Businessmen fight against legislators every day in Washington. The first such battle in the microcosm of the bridge table occurred May 11, 1989 in that city.
”We’ll see who can concentrate better on a bridge match, the lawmakers or the moneymakers,” said Kathie Wei, who with Dr. Patricia Cayne organized the Corporate America vs. U.S. Congress match. Intended to be an annual event, Corporate America and Congress faced off three more times after the inaugural event in 1989. They played in 1990, 1993 and 1996.
The Corporate America Team in 1989 was Laurence Tisch, Alan “Ace” Greenberg, Jimmy Cayne, Warren Buffett, Malcolm Forbes and George Gillespie III. Playing for Congress were team captain Arlan Stangeland of Minnesota, Lynn Martin of Illinois, Bob Kastenmeier of Wisconsin, Hank Brown of Colorado, Jim Leach of Iowa, Howard Nielson of Utah, and Bob Packwood of Oregon. Joining them were Judge Mel Wells, Senators Bob Kerry of Nebraska and Rudy Boschwitz of Minnesota, and a former Congressman, Roger Zion of Wisconsin.
Corporate America was heavily favored because two recognized champions – Jimmy Cayne and Ace Greenberg – were on the team. Corporate America did win, but it was close. Using an IMP scale, the final score was Corporate America 54, Congress 39.
Corporate America took a huge lead right at the start. Jimmy Cayne and Ace Greenberg bid and made a slam on the first deal – the Congress pair stopped in game. On the second deal Tisch and Forbes got to a diamond game while congress stopped at 4♦. When the ♣K proved to be onside, the game made and Corporate America was ahead, 17-0.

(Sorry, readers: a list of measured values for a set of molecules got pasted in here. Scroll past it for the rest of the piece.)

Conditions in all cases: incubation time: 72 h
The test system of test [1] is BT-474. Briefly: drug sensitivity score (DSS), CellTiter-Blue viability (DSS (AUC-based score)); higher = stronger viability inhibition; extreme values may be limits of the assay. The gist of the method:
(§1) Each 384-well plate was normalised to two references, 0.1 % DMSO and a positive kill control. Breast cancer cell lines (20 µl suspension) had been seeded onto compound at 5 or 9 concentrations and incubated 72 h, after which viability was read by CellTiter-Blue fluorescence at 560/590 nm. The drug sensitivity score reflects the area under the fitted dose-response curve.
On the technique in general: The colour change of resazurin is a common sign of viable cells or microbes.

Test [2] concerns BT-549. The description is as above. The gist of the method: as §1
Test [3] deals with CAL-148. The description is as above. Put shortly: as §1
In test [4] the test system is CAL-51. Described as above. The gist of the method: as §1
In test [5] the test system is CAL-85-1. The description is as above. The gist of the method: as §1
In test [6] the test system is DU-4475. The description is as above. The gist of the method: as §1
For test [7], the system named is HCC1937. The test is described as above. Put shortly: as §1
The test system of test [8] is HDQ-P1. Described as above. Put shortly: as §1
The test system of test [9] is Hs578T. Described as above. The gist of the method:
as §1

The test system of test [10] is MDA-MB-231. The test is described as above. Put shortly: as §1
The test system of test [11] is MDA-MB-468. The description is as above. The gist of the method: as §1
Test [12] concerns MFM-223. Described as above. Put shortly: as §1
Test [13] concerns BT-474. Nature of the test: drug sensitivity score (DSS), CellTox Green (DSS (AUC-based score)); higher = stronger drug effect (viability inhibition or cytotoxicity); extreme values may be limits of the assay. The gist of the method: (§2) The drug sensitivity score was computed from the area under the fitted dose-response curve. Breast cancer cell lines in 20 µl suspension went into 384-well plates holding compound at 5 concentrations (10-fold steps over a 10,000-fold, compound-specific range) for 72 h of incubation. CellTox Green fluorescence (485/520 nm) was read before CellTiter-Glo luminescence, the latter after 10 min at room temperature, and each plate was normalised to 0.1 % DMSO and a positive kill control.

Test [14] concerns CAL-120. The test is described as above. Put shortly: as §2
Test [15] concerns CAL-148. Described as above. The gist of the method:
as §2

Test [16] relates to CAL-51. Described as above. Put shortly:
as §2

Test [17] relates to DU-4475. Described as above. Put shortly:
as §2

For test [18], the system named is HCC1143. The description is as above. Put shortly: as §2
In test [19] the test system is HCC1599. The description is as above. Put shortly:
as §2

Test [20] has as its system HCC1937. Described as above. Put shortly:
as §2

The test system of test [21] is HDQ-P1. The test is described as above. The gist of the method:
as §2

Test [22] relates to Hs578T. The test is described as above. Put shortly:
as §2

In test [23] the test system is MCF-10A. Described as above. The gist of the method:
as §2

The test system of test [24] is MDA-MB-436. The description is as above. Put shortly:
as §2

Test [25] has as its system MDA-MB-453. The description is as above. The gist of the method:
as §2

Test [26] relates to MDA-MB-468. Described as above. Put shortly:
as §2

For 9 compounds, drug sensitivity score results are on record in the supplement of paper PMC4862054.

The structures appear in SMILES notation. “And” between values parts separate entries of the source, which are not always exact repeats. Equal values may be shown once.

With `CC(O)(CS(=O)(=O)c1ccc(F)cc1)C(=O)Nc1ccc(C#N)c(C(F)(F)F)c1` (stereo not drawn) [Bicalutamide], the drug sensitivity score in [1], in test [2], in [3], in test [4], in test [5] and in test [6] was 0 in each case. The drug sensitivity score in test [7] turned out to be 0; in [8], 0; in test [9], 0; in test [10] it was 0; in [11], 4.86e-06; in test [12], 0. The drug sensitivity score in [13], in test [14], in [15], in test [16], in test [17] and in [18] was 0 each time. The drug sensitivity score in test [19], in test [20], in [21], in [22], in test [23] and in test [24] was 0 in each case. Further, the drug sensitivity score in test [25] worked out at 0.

But Sen. Boschwitz got 4 IMPs back on the third deal when he made 4♥ doubled. And two boards later the match was tied, 17-17.
Here is the deal that earned Congress 13 IMPs:
|Dlr: North||♠ 8|
|Vul: N-S||♥ K 9 7 6 5 2|
|♦ 4 2|
|♣ K Q J 7|
|♠ Q 10 9 6 4 3||♠ J 7 2|
|♥ 4 3||♥ A J 8|
|♦ Q 8 6 3||♦ A|
|♣ 8||♣ 10 9 6 5 3 2|
|♠ A K 5|
|♥ Q 10|
|♦ K J 10 9 7 5|
|♣ A 4|
Rep. Brown wasn’t happy when Forbes led a spade – he had a lot of work to do and there were enough spades out to defeat him. He ducked the first spade, won the second and attacked hearts by leading the queen. Tisch won this and knocked out Brown’s last spade stopper. But Brown passed the ♥10 – and Tisch was helpless. He cashed the ♦A and led a club, but now Brown was in complete control, scoring up his game.
Greenberg and Cayne found their heart fit at the other table, but one level too high.
Cayne thought Greenberg’s 4♣ bid showed very good clubs – hence his run from the double of 5♥. Cayne’s suit certainly was mangy, Greenberg corrected to 6♥, but Rep. Kastenmeier took his two aces.
The match drew excellent media coverage. CNN featured the game three times – worldwide. The Omaha paper put the story on page 1 and the press services put a story on the wire.
To be continued . . .